Face it: you're competing with powerful technology now every time you speak. Here's how to master the art of dynamic PowerPoint presentations!
Are you a slave to PowerPoint—or its master?
Despite the fact that we've all sat through hundreds or even thousands of slide decks, PowerPoint is a tool that can continue to impress. Actually, that's not correct. It's the presenters using PowerPoint that hold the secret to making these talks run-of-the-mill or unique—stale and pro forma, or human and moving.
Do you know how to engage and move audiences, whether you're using PowerPoint or not? Can you strengthen your relationship with listeners while achieving your purpose? Discover how to use your vocal and physical tools and stage presence to impress, persuade, and inspire listeners! Download my free Insights guide, "6 Rules of Effective Public Speaking."
I was reminded of this fact recently as I trained a marketing team in their in-house presentations. The talks were intended to introduce this new team to the overall company, and the individual members' presentations explained different aspects of why the team had been formed. And everyone used the same single PowerPoint slide which displayed the decision-making process.
Yes, a single slide, displayed at all times. Yet the talks were interesting.
The reason why, was the same as I'd run into a few years ago, when I trained the entire sales staff of a company. That project involved nearly 50 people in five training sessions over three months, all of whom used the same PowerPoint deck to pitch the company. Then, as recently, each person brought their own flavor and personality to the presentation. The sales people happened to deliver the same basic information, which my marketing clients didn't. But the essential point remains valid: you possess the magic to make your PowerPoint presentations soar or to leave them earth-bound. You simply need to make yourself PowerPoint's master.
Do You Know How to Perform PowerPoint?
In my speech coaching practice, I introduce clients to my system of using Bill Gates's ubiquitous presentation tool, which I call Performing PowerPoint.TM Since I'm an actor, performance is always at the center of my philosophy of effective public speaking, and so it is with this method. It's an approach that uses storytelling as the basis for PowerPoint presentations, with the slides as the visual illustrations of the ideas. Here are some more must-know tips and techniques on how to energize your PowerPoint presentations.
Making your story the core element of your talk is essential. Too many speakers willingly concede the power of persuasion to their PowerPoint slides, which is, if you'll forgive the expression, pointless. In fact, I call this way of presenting with PowerPoint the "Click-Talk Method." You know it: The presenter clicks on a slide and then talks about what's on that slide, over and over again throughout the talk. Obviously, this makes the speaker subservient to the visuals, which should instead function as an amplification of what the speaker is saying! Click here to discover the most powerful storytelling technique for public speaking.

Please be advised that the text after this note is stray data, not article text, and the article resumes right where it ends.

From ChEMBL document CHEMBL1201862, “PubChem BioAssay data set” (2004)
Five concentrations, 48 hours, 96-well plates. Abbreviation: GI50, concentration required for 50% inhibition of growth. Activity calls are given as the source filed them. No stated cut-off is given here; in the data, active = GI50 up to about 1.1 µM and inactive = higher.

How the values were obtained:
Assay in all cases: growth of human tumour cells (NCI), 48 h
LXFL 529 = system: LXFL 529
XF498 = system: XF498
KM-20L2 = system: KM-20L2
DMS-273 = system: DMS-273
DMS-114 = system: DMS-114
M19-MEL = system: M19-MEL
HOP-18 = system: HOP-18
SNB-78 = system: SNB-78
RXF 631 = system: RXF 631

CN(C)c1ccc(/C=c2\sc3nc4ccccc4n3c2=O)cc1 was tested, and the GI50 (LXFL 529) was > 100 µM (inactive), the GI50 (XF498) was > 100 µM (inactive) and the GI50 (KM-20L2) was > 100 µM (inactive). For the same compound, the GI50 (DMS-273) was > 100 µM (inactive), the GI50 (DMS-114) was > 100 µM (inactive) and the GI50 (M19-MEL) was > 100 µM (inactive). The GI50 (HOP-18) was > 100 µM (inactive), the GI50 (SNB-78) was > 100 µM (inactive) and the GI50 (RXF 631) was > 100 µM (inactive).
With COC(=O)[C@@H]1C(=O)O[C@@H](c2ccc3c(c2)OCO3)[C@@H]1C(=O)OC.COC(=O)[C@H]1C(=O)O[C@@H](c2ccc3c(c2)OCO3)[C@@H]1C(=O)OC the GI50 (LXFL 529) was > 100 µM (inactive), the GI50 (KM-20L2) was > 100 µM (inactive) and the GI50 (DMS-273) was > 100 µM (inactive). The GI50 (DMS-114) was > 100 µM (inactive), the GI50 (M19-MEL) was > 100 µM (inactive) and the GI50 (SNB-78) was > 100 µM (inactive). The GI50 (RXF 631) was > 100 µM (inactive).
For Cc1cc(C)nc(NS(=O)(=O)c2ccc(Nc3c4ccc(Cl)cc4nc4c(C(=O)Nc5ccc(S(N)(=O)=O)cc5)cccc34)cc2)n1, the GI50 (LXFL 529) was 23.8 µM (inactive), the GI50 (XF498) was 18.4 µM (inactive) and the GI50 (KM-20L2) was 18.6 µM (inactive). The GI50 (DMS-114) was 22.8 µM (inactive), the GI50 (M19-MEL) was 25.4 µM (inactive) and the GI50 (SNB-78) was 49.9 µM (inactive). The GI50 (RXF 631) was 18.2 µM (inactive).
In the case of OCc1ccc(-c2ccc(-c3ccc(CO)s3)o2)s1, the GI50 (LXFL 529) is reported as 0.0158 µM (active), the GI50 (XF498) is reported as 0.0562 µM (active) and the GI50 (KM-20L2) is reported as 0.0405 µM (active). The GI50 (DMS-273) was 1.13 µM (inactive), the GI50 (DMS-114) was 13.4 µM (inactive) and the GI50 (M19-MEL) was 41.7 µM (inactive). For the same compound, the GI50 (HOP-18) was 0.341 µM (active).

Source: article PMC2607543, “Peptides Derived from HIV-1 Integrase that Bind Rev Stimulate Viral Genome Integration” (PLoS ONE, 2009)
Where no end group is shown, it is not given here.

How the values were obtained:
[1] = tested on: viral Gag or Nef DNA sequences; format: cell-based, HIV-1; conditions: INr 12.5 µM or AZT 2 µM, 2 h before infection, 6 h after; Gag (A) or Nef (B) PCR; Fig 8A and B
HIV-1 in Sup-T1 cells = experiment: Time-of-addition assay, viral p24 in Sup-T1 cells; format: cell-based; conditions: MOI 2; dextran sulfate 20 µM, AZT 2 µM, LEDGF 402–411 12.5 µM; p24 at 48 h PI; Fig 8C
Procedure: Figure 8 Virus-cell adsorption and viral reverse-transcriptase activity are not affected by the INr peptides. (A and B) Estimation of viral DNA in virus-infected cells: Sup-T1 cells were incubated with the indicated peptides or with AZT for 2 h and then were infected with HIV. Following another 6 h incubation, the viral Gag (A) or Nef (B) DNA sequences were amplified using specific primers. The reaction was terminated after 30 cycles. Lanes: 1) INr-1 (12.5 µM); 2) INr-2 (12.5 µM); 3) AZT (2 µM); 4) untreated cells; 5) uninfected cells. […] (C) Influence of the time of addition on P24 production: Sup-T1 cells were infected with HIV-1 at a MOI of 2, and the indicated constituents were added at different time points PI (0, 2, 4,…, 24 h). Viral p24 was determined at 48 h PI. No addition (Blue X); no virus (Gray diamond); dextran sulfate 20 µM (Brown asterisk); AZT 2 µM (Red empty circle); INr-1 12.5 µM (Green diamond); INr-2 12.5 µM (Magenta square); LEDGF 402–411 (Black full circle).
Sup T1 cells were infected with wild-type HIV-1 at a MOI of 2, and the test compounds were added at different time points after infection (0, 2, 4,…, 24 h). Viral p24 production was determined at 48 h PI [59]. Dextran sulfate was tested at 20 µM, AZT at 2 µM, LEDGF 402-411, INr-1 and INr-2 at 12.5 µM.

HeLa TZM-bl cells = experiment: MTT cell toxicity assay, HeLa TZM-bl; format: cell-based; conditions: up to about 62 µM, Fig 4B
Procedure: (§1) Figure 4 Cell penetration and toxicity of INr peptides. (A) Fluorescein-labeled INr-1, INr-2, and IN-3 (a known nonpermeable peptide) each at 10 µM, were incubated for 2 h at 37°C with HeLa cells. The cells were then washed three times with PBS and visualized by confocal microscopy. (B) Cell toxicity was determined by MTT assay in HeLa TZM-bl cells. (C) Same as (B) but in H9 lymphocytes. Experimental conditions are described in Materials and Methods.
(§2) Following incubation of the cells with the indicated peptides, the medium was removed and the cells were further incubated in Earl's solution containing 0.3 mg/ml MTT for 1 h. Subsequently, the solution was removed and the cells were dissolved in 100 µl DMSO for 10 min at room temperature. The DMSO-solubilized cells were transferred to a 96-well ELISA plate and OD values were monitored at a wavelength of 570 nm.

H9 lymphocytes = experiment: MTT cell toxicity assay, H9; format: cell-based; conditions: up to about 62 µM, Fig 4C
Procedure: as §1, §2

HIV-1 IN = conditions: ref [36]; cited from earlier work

Your Job Is to Use PowerPoint to Influence Listeners
My philosophy, then, is that a PowerPoint presentation, like every talk, needs to be an effective performance. The design elements of a slide deck have power in their own right to interest and engage audiences, of course. But a PowerPoint presentation is a still an oral performance; and the key relationship isn't PowerPoint-to-audience, it's performer-to-audience. In other words, you are still the prime influencer in the room. It's therefore your job to use your slides, just as you use every other element of your talks, to create such influence.
You can help yourself in this task by remembering three simple concepts: engagement, story, and anticipation. Engagement always trumps design, however exciting your design may be. (In fact, it's the design's reason for being.) Your story is the device which launches your audience's engagement. And if you weave your visual slides into the story you're telling, you'll be creating anticipation in what's about to come, in terms of both what you're saying and showing.
Hit the 'Power Button' for Eye-Opening Performance
Finally, a tool that will add power to your presentations while making your audience sit up and take notice: the “B-button' feature of PowerPoint. Here’s how it works:
Whenever you’re in View Mode, pressing “B” on your keyboard brings your screen—and every other screen on which your deck is displayed—to black. Pressing "B" a second time re-displays the deck at the same slide. (Pressing “W,” incidentally, turns every screen to white, which can be helpful if your slides are being displayed on a whiteboard, and you want to interrupt your slide show to write something there. Just remember to erase what's on the board before you go back to your projected slides.)
The instant the screen goes to black, all eyes will turn to you. Now you can start a discussion, introduce an activity, or anything else to reconnect with your audience and give them a break from an endless stream of slides. In my book How to Give a Speech: Easy-to-Learn Skills for Successful Presentations, Speeches, Pitches, Lectures, and More!, I call the B-button “the best kept secret of PowerPoint.”
Perform PowerPoint, then, to engage and influence audiences, jump-start their attentiveness, and reacquaint them with you as the true influencer in the room. After all, what's not to love about putting the "power" back in PowerPoint?
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